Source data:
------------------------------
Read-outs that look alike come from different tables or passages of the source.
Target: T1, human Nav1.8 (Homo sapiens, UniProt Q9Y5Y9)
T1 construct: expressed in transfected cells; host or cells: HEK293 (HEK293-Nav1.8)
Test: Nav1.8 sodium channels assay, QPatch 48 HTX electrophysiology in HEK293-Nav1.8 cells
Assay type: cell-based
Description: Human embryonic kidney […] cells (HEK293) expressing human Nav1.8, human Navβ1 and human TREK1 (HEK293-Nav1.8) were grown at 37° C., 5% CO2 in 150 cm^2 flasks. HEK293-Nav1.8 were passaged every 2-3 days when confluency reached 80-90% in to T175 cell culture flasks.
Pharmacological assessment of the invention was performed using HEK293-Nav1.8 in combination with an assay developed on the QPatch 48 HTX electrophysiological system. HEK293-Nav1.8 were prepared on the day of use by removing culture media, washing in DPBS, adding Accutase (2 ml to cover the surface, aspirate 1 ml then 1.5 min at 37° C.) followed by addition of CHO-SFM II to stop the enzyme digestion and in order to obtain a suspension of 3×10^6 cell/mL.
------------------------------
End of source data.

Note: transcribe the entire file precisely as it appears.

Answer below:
Read-outs that look alike come from different tables or passages of the source.
Target: T1, human Nav1.8 (Homo sapiens, UniProt Q9Y5Y9)
T1 construct: expressed in transfected cells; host or cells: HEK293 (HEK293-Nav1.8)
Test: Nav1.8 sodium channels assay, QPatch 48 HTX electrophysiology in HEK293-Nav1.8 cells
Assay type: cell-based
Description: Human embryonic kidney […] cells (HEK293) expressing human Nav1.8, human Navβ1 and human TREK1 (HEK293-Nav1.8) were grown at 37° C., 5% CO2 in 150 cm^2 flasks. HEK293-Nav1.8 were passaged every 2-3 days when confluency reached 80-90% in to T175 cell culture flasks.
Pharmacological assessment of the invention was performed using HEK293-Nav1.8 in combination with an assay developed on the QPatch 48 HTX electrophysiological system. HEK293-Nav1.8 were prepared on the day of use by removing culture media, washing in DPBS, adding Accutase (2 ml to cover the surface, aspirate 1 ml then 1.5 min at 37° C.) followed by addition of CHO-SFM II to stop the enzyme digestion and in order to obtain a suspension of 3×10^6 cell/mL.